Richard Nabavi says don’t bet on a Tory majority
The best odds you can currently get on a Conservative majority at the next election are 4.0 (3/1 in old money), which in isolation is a good bet if and only if you think the probability of a 2015 Cameron majority is higher than 25%.
Of course, a Tory majority is not something which can happen independently of other eventualities; it can happen only if the Conservatives can hold on to all, or nearly all, the 306 seats they won in 2010, and win at least another 20 seats in addition. Some of those additional seats could well be won from the LibDems; Anthony Wells’ list of Conservative targets includes 15 LibDem seats where the 2010 majority was 7% or less, and many of those will certainly be high on the list of Tory hoped-for gains. Even so, to get a majority, it is clear not only that the Tories need to win seats from Labour, but also that they cannot afford to lose more than a tiny number of their 2010 successes, preferably none at all.
Yet, if we look at the odds on those individual constituencies which are either 2010 Tory-won marginals or top Labour-held Tory targets, and for which there are betting markets already available (at Paddy Power and Ladbrokes), something doesn’t quite add up:
|LAB target||Ranking||2010 Con maj||Best CON odds|
|Corby (by-election win)||27||3.5%||4.5|
|CON target||Ranking||2010 Lab maj||Best CON odds|
|Hampstead and Kilburn||1||0.1%||6.0|
As you can see from the first table, you can bet on a basket of 2010 Conservative-won seats, with an average 2010 Conservative majority of 2.4%, at better odds than you can bet on a Tory majority. Yet these are all seats which the Tories really have to hold (or win back, in the case of Corby) to get a majority. What’s more you can bet at 6.0 (5/1) on the Tories’ top two targets, the kind of seat which they must gain to get a majority; those are substantially better odds than the 4.0 (3/1) you can get on them winning that majority.
This makes no sense; some individual seats may have exceptional local factors which might justify such a disparity, but in aggregate we should expect the odds to be shorter on holding seats amongst the most marginal seats the Tories won in 2010 than they are on them doing even better and actually winning a majority. This suggests three possible betting strategies, depending on what view you take of the probabilities:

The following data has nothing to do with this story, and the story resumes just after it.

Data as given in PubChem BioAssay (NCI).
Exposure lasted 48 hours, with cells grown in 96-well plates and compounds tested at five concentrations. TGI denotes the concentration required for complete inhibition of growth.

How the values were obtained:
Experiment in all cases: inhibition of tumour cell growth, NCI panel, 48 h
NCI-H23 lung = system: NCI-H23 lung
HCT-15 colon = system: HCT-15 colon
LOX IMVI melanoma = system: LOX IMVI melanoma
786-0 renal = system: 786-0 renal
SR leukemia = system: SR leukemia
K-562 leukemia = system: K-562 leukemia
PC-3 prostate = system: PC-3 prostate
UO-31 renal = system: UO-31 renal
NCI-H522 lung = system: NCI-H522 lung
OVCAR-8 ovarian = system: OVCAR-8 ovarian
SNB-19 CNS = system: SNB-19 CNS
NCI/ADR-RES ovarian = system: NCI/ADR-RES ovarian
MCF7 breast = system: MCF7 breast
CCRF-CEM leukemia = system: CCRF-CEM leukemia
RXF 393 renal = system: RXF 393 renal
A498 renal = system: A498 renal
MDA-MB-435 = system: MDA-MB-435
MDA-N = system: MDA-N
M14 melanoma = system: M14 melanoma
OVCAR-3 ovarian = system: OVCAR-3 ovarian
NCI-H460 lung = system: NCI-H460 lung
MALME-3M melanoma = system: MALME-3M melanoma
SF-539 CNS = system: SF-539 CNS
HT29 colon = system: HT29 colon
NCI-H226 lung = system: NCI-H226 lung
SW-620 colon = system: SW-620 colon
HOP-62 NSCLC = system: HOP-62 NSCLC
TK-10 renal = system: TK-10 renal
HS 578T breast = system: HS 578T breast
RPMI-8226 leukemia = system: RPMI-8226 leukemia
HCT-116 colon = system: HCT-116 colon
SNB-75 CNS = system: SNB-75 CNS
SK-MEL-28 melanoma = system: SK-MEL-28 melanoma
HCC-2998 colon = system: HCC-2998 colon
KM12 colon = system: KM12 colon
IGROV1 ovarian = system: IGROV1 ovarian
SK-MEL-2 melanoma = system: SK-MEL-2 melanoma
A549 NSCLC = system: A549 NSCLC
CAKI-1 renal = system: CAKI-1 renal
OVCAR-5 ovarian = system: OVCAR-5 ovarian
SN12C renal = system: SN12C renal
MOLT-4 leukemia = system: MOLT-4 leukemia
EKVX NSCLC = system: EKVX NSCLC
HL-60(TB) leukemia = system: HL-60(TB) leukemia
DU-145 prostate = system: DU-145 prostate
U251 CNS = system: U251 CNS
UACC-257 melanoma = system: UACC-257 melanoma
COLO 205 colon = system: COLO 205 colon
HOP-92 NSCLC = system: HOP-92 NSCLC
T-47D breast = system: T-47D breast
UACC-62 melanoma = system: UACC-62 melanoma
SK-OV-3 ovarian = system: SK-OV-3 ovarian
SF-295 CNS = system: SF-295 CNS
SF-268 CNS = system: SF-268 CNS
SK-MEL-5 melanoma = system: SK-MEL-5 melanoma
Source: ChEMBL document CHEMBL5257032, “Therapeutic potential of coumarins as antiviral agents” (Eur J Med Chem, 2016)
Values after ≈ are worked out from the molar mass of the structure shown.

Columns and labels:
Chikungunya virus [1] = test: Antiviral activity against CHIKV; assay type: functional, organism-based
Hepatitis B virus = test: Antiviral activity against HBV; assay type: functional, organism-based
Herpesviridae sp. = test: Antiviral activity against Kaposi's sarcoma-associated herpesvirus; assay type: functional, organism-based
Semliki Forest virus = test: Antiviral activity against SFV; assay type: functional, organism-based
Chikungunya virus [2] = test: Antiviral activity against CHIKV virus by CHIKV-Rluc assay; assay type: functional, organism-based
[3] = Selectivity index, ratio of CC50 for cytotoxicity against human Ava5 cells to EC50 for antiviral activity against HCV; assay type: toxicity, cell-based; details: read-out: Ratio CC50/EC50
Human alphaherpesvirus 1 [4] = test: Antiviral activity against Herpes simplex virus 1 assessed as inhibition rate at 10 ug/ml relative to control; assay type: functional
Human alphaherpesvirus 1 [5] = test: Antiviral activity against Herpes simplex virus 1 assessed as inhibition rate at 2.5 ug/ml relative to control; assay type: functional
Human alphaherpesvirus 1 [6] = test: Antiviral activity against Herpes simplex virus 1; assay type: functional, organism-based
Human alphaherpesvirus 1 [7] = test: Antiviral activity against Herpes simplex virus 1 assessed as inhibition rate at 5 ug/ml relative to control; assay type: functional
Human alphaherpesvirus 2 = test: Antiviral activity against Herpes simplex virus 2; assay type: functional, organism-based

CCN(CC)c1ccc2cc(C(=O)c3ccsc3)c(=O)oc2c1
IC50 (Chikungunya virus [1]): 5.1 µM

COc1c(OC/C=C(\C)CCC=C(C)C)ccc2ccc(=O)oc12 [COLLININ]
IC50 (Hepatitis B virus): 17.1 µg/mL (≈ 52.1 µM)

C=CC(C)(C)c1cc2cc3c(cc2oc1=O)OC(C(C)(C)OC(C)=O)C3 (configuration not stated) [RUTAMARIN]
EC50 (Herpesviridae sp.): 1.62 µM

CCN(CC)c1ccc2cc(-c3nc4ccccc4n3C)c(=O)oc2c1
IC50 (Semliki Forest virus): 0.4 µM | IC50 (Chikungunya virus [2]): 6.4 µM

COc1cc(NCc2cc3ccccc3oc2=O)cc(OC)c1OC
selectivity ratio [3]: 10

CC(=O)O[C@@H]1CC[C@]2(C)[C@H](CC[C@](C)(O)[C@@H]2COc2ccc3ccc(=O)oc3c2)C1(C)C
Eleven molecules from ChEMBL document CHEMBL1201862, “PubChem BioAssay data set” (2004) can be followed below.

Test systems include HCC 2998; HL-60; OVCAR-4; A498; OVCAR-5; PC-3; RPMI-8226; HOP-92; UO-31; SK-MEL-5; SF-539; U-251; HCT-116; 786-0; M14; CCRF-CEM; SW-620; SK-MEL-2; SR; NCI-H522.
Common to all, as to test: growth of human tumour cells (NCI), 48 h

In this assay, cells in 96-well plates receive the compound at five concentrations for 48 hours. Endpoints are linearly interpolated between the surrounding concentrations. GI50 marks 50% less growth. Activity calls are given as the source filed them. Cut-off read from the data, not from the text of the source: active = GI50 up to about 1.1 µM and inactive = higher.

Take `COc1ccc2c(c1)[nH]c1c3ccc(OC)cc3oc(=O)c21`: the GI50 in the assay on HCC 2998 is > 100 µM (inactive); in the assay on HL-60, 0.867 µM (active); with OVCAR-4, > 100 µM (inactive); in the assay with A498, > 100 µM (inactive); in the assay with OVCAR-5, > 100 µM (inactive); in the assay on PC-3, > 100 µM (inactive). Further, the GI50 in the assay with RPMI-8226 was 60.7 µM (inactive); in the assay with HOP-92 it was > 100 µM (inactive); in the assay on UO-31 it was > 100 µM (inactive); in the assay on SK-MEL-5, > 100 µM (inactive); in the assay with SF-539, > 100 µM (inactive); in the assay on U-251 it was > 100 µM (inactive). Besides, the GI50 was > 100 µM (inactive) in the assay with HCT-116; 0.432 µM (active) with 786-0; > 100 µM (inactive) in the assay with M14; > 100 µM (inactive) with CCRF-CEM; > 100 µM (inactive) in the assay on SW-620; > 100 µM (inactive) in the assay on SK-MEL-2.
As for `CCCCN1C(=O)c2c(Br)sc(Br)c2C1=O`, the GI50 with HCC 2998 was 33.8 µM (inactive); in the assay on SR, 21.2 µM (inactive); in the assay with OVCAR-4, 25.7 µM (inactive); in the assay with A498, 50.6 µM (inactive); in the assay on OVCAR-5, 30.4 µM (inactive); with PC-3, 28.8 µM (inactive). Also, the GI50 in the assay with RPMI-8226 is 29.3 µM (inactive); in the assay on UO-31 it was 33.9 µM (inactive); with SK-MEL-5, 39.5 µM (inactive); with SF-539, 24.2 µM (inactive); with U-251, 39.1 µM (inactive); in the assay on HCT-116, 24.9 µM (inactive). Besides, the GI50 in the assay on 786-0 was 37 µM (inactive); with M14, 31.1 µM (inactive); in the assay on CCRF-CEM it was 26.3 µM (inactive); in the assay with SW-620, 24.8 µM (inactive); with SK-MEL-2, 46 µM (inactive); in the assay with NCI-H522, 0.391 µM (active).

(a) If you think the Tories have a reasonable chance (at least 25%) of doing at least as well as they did in 2010, and with a fair wind might even get a majority, bet on the Tories in all nine of these marginal seats, or at least the seven in the first table.
(b) If you think the Tories will struggle to do as well as they did in 2010, let alone do better and gain a majority, then laying Con Majority is better than betting on Labour in these nine seats.
(c) Or you can take a neutral view and hedge your bets by backing the Tories in the seven seats listed in the first table, at average odds of 4.39, and laying a Conservative majority on Betfair at similar or lesser odds for an amount which cancels outs the liability. That combination is very unlikely to be a significant loser overall (you can only lose much if the Tories win a majority whilst losing most of the seats listed, which seems a very small risk indeed). On the other hand you might well win most of the individual constituency bets and also win on laying the majority, if nothing much changes from 2010.
Whatever your view, though, betting on a Conservative majority at 3/1, when you can get better odds on a basket of seats needed to make up that majority, makes no sense at all.